The preferred dal for kootu  is usually tuvar (pigeon peas) or mung, but this particular recipe calls for toasted split chana dal (the smaller version of the garbanzo bean/ kabuli chana). Toasting the dal brings out a nutty aroma that complements the assertive aroma of the fried curry leaves. The soft mellow turnips  balances these assertive flavors with their mild sweetness. I first tasted this dish at Chennais flagship South Indian restaurant ‘Dakshin’ at the Park Sheraton Hotel, and have been making it rather regularly ever since.

Turnip ‘Kootu (Stew) with toasted Channa Dal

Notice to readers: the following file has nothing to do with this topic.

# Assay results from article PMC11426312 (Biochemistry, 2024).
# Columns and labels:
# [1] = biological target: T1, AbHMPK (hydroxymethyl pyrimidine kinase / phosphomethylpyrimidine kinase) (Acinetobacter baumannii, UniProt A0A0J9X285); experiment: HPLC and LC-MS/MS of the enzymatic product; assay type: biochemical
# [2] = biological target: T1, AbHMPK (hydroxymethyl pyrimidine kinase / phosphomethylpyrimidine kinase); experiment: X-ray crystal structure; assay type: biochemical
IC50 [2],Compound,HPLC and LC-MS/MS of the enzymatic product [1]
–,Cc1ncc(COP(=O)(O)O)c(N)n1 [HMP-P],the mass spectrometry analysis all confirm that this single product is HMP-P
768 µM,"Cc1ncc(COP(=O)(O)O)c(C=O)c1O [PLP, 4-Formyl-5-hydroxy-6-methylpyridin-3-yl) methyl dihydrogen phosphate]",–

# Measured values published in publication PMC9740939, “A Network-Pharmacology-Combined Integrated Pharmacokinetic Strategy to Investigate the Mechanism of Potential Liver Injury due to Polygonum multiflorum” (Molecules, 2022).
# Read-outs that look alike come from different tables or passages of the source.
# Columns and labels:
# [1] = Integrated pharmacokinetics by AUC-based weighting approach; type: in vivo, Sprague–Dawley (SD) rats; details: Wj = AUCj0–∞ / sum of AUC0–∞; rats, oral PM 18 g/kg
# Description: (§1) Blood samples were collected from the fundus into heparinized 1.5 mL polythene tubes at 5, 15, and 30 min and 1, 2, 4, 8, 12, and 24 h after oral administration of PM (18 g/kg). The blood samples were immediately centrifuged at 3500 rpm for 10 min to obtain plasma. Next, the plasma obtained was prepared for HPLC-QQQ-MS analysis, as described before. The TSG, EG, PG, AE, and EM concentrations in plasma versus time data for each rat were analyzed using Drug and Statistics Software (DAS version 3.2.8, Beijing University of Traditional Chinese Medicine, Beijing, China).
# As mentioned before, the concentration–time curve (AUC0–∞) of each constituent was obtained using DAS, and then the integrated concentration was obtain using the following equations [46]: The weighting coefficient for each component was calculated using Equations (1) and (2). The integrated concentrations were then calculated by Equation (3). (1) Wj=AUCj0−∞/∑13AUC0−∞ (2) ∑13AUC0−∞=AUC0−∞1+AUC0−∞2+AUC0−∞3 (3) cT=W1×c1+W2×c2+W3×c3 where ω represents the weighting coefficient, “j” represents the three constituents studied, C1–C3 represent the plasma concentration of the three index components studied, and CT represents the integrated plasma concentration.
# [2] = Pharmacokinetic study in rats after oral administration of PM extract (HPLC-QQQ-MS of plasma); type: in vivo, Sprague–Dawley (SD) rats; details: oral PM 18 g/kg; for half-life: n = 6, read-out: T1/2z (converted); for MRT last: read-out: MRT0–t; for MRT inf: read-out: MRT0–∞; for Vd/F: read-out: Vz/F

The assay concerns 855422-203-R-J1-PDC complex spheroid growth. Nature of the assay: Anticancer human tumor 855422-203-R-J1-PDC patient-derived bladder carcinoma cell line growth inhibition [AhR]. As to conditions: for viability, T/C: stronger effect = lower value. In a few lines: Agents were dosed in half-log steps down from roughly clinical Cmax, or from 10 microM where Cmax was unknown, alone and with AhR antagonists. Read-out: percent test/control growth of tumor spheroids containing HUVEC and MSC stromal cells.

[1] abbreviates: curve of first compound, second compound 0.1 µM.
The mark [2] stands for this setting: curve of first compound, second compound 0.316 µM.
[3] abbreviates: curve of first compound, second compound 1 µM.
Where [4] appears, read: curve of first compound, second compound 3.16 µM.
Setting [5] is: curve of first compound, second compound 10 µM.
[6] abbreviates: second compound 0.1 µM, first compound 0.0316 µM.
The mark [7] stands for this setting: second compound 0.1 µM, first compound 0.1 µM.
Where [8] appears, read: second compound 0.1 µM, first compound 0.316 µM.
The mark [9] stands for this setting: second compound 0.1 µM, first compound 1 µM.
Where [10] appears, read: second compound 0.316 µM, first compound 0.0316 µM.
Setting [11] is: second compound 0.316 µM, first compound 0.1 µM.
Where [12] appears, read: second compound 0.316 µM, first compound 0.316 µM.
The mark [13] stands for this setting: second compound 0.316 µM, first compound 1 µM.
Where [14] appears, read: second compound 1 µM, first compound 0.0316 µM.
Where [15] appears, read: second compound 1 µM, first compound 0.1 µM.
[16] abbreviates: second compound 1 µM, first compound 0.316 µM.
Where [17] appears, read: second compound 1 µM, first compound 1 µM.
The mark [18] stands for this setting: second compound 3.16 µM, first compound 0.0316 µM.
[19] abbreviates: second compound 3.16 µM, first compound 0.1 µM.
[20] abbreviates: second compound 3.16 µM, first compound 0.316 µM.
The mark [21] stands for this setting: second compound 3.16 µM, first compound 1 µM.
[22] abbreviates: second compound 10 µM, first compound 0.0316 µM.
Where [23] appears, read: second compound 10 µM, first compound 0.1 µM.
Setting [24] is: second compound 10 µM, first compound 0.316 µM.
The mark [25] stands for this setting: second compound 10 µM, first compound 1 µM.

You need:
2 cups peeled and  cubed white turnips (~ 8 small turnips)
1/4 teaspoon Turmeric
Salt to taste
1 cup split chana dal
2 green chiles, slit or cut into pieces
For the tempering:
2 tablespoons Oil
1 teaspoon Black mustard seeds
1 teaspoon Split Urad dal
1/4 teaspoon Asafetida powder
1 sprig curry leaves, torn
1 red arbol chile
 
Toast the chana dal until it turns a light golden brown color, Rinse in adequate quantities of water, combine with 2 cups of water  and 1/8 teaspoon of turmeric  and cook till soft in a pressure cooker (about 7-8 whistles for a traditional Indian cooker). Allow the cooker to cool, open the lid, and mash to a smooth paste using the back of a spoon or an immersion blender.
Add the turnips to  just enough water to submerge them, along with the remaining turmeric and chiles. Bring to a boil. Add salt, lower the heat and cook until the turnips are fork tender. Add the mashed dal, taste for salt and simmer until the flavors combine (~ 10 minutes on a low flame).